Former U.N. weapons inspector Scott Ritter (search) released a new book, accusing President Bush (search) of illegally attacking Iraq and calling for "regime change" in the United States at the next election.

Ritter criticized key figures caught up in the U.S.-led war at Monday's U.N. news conference. He said Bush lied to the American people and Congress about Iraq's weapons of mass destruction; U.N. Secretary-General Kofi Annan (search) lacked courage; former chief weapons inspector Hans Blix (search) was "a moral and intellectual coward."

Ritter, a former U.S. Marine, was a weapons inspector in Iraq from 1991 to 1998. He has been a vocal critical of the Bush administration's policy on Iraq.

Ritter said he wrote Frontier Justice, Weapons of Mass Destruction and the Bushwacking of America to educate people. The 209-page paperback, published by Context Books, has on its cover a picture of Bush in jeans and a cowboy hat, behind the wheel of a truck.

In the book, Ritter notes that the Bush administration's stated reason for launching the war was to rid Iraq of weapons of mass destruction. The book argues that there is no evidence that Iraq possesses, produces or concealed nuclear, chemical or biological weapons. Therefore, Ritter argues that "the United States carried out an illegal war of aggression."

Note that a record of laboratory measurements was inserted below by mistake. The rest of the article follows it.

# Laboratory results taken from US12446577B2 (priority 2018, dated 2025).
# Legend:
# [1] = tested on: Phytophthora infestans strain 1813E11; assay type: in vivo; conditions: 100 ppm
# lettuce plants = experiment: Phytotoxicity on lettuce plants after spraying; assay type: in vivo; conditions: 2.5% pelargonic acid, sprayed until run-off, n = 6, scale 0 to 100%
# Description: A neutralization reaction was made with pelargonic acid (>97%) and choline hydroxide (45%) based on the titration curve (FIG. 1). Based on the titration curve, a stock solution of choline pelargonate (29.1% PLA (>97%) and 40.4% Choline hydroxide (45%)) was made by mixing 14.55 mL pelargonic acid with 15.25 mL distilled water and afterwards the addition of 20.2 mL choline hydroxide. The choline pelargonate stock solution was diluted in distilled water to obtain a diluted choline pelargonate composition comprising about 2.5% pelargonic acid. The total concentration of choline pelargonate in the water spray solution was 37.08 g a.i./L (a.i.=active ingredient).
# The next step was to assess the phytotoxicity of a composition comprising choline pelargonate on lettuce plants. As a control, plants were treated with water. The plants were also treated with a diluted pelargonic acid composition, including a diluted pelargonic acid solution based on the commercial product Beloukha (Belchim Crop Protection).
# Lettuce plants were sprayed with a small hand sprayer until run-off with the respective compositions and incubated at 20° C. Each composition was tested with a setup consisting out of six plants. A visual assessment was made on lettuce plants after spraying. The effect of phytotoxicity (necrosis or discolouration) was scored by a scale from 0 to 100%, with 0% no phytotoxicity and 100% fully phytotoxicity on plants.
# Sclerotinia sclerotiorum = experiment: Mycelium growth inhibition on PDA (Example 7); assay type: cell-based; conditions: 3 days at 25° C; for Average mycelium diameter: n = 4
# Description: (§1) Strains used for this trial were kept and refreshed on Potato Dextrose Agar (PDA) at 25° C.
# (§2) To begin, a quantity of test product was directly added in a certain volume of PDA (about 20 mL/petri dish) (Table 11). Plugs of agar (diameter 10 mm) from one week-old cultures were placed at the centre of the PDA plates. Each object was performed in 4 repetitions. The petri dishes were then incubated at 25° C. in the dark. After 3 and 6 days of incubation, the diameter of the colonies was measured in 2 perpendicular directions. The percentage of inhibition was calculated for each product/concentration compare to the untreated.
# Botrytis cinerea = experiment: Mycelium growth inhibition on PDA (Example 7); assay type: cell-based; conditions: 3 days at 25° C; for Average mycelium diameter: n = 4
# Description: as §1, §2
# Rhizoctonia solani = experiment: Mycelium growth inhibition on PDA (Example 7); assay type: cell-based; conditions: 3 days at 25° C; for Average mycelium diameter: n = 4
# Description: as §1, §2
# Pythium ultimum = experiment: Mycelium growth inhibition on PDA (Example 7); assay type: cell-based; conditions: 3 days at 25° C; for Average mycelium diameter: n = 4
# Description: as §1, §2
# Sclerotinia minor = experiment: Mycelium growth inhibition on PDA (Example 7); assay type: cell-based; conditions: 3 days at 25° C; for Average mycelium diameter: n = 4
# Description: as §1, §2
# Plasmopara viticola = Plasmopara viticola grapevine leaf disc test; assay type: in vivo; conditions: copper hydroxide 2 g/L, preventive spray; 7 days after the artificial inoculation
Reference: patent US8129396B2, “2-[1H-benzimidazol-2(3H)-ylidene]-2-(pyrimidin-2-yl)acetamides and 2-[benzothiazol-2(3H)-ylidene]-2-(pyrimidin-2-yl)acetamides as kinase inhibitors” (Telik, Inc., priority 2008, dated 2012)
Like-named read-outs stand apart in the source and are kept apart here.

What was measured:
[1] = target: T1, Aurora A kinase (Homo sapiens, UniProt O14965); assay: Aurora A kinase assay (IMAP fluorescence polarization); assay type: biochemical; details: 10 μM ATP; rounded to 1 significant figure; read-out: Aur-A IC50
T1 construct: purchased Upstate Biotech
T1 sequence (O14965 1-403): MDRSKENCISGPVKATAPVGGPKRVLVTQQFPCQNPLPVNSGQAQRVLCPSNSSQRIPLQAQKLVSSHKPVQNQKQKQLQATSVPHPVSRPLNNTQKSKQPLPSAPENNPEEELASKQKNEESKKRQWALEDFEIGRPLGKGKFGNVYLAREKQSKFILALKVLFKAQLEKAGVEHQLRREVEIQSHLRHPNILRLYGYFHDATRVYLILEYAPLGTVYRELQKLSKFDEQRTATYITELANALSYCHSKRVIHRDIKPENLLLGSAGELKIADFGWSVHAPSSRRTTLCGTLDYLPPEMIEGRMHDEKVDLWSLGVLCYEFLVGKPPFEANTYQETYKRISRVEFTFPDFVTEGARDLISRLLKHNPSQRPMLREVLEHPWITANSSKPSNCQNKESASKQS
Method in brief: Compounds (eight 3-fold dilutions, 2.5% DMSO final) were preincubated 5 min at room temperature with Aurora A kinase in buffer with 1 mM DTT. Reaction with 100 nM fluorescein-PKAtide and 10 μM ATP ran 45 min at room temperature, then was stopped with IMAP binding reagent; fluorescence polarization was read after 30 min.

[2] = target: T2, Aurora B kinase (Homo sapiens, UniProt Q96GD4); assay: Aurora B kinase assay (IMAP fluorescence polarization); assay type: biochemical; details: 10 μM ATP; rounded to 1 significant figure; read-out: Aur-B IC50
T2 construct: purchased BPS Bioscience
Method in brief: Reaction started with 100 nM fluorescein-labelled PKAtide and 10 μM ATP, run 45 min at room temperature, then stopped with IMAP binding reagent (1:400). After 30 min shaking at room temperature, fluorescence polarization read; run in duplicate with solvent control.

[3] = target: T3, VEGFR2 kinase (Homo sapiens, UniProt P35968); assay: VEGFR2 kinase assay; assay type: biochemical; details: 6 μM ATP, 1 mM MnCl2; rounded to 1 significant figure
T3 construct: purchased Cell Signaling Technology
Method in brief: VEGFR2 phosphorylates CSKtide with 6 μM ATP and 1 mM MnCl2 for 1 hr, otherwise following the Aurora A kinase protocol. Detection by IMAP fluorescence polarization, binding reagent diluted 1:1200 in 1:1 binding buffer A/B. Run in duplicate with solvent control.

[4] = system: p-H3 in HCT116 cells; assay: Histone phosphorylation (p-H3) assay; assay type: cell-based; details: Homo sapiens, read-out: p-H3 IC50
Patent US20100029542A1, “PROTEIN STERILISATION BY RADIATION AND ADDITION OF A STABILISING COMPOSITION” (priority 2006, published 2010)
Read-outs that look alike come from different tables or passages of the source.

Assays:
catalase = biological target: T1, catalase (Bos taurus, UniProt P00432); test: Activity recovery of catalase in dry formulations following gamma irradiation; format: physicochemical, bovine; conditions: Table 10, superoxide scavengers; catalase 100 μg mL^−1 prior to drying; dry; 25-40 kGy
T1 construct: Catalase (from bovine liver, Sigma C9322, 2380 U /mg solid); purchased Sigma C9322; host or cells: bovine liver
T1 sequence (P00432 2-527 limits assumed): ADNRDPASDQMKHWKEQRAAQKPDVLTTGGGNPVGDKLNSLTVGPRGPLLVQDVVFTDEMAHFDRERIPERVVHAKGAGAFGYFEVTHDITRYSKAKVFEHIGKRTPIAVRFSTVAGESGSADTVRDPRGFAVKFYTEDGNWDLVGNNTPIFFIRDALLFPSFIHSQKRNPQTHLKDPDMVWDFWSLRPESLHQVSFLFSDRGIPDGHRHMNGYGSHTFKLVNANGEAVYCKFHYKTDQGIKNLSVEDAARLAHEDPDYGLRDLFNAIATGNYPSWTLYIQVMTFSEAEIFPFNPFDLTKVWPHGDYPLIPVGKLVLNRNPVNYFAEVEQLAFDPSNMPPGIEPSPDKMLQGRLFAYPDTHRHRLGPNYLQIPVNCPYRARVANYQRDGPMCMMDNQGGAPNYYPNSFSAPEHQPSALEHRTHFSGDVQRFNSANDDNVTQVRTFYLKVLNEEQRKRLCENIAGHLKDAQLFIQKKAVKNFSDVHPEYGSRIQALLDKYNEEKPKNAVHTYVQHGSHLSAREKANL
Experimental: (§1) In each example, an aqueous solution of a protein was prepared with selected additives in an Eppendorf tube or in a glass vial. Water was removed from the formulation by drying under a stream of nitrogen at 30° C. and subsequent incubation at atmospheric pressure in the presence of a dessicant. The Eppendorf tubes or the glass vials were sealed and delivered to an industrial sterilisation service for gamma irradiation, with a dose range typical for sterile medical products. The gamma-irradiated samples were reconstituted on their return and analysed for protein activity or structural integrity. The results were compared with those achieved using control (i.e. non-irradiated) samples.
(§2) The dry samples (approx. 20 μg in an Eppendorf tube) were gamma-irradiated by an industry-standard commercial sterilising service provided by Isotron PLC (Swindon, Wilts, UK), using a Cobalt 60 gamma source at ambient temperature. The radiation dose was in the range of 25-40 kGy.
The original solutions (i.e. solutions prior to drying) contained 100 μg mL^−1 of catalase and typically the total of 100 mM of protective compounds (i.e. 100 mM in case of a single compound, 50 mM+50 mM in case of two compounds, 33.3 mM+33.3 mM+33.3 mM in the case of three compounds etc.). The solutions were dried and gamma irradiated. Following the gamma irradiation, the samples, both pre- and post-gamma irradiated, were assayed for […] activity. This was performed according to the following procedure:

Bush, responding Monday to similar charges about the lack of evidence of illegal Iraqi weapons, insisted: "When it's all said and done, the people of the United States and the world will realize that Saddam Hussein had a weapons program."

Ritter said Bush's real goal was to get rid of Saddam Hussein's regime. "What is needed in America is regime change," Ritter writes. "Anything but Bush and [Vice President Dick] Cheney."

At the news conference, Ritter accused France and Germany of failing to get a Security Council or General Assembly resolution calling the war illegal and demanding a U.S. withdrawal.

Ritter had kind words for Mohamed ElBaradei, head of the International Atomic Energy Agency. He said ElBaradei was "much more honest" than Blix about appraising Iraq's nuclear weapons and the threat they posed.